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    Satisfaction as a key antecedent for word of mouth and an essential mediator for service quality and brand trust in international education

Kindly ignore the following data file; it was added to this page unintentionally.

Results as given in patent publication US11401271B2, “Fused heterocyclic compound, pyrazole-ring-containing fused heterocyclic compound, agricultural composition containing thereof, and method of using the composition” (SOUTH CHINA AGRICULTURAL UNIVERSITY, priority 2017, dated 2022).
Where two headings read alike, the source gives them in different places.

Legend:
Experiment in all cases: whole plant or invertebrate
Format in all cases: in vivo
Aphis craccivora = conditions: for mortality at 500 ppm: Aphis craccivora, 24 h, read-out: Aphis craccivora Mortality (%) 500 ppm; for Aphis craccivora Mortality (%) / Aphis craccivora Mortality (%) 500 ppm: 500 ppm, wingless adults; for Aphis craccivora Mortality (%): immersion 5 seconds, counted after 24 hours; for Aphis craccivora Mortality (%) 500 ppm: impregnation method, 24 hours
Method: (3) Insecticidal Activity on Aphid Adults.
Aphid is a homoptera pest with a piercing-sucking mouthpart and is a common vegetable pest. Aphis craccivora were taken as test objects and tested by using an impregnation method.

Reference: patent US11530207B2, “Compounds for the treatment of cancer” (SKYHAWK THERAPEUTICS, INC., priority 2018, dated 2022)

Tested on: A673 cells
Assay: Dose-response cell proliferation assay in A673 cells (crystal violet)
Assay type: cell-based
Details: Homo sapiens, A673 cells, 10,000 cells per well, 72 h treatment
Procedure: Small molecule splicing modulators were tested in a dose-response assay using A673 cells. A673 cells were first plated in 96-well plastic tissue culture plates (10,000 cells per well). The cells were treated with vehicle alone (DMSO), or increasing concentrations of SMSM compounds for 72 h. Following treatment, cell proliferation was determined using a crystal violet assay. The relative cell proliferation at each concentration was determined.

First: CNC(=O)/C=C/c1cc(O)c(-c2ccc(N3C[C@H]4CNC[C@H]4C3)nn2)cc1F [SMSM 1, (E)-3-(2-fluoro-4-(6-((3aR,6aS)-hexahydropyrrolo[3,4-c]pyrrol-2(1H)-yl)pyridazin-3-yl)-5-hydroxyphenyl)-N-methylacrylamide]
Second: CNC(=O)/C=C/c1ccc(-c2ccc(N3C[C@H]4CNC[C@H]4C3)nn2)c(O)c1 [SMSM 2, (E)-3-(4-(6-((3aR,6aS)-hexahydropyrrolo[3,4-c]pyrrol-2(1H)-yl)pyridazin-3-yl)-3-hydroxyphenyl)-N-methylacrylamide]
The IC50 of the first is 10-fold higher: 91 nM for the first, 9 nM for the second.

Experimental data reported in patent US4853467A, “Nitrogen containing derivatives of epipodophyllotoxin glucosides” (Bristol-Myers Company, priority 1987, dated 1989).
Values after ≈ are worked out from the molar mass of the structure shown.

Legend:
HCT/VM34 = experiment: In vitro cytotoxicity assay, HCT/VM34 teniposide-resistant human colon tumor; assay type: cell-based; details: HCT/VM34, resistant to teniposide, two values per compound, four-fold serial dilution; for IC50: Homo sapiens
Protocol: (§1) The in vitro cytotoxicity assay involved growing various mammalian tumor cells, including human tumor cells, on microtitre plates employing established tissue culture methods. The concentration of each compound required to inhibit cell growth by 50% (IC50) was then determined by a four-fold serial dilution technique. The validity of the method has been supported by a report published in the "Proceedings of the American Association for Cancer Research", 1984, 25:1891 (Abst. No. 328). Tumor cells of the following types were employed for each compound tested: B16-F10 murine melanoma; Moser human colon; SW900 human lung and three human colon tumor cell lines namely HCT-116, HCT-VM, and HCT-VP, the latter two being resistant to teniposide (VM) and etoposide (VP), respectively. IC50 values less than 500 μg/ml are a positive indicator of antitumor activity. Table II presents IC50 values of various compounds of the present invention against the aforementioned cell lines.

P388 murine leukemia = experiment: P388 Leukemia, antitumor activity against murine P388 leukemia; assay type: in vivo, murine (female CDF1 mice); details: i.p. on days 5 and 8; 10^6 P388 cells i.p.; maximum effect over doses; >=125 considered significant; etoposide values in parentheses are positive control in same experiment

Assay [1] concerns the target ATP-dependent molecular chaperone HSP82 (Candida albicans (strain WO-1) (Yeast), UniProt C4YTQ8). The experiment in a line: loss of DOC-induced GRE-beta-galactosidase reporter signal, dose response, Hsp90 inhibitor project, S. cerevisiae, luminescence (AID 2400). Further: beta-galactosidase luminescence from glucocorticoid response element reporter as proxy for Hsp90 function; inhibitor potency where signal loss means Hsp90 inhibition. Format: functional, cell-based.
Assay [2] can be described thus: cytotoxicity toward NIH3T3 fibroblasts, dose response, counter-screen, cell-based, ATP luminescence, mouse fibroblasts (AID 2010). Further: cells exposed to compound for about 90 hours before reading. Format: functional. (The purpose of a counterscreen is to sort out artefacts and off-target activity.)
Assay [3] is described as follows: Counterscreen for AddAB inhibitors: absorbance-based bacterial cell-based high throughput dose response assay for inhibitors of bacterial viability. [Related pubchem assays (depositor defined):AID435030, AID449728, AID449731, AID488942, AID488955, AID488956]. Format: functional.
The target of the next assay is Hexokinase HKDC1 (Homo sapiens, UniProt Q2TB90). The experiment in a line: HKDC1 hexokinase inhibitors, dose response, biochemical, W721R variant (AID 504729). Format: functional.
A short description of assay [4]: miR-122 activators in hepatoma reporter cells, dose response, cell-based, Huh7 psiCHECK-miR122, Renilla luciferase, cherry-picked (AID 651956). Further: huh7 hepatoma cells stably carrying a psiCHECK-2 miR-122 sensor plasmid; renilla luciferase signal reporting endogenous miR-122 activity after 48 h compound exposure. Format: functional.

Positive word of mouth in the form of recommendations and referrals is the most effective way to recruit new students. The purpose of this study was to determine how service quality, parental satisfaction, and brand trust affect the likelihood of parents recommending their child’s international school to family and friends and to test the mediating effect of parent satisfaction. The study developed a contextually relevant and reliable survey to measure the perception of 458 Generation X parents at The International School of Macao. Scale items from the literature were contextualized for education. Confirmatory factor analysis was used to confirm convergent and discriminant validity. Structural equation modeling was used to determine the relationships. It was found that parent satisfaction had the biggest influence on the likelihood of parents recommending their child’s international school by word of mouth. While the service quality that parents experience and the trust that they have in the school brand had an impact on satisfaction, it was found that parent satisfaction fully mediates the relationship between service quality and word of mouth as well as the relationship between brand trust and word of mouth. Schools must ensure that current parents are satisfied to cultivate positive word of mouth through recommendations and referrals to prospective parents. Previous studies have demonstrated the mediating role of satisfaction, but no significant studies have empirically tested the same in K-12 international contexts. The study contributes to the existing field of knowledge by providing support to the contention that satisfaction mediates the relationships between service quality, brand trust, and word of mouth.